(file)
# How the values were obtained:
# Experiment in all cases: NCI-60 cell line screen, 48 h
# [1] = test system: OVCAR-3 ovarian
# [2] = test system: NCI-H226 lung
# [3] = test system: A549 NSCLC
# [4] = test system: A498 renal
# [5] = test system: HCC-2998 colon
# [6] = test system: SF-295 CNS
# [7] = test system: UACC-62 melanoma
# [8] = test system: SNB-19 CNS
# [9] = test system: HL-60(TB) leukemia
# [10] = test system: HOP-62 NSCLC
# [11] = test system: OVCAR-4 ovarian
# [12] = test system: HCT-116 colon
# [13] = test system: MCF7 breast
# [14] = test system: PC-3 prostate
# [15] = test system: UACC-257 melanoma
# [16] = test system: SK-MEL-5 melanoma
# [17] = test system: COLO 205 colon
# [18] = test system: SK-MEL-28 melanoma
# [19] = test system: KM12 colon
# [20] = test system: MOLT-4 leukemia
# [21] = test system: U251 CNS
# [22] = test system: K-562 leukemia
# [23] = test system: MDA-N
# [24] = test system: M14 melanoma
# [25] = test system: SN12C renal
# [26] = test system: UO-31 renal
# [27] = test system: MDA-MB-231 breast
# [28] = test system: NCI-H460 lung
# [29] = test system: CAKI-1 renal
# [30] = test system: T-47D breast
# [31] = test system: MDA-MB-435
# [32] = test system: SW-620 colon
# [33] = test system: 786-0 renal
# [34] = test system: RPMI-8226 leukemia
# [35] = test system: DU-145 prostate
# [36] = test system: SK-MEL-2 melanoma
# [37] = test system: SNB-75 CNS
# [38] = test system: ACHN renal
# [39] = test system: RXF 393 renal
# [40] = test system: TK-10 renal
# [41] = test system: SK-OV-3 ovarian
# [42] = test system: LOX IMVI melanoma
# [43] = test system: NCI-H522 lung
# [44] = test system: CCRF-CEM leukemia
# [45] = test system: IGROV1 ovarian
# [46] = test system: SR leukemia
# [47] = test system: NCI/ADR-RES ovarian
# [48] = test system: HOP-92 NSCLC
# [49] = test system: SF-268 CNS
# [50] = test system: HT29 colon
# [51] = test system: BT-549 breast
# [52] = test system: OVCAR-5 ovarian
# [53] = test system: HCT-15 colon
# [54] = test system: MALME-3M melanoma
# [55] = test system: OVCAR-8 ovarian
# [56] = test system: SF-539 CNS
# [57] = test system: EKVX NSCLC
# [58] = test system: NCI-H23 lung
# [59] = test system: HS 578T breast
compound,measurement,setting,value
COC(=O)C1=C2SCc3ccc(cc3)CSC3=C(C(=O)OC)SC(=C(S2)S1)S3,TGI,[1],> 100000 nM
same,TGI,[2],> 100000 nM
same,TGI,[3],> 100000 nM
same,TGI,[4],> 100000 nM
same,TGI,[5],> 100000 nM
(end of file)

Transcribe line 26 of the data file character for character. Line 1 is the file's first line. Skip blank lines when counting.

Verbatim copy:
# [24] = test system: M14 melanoma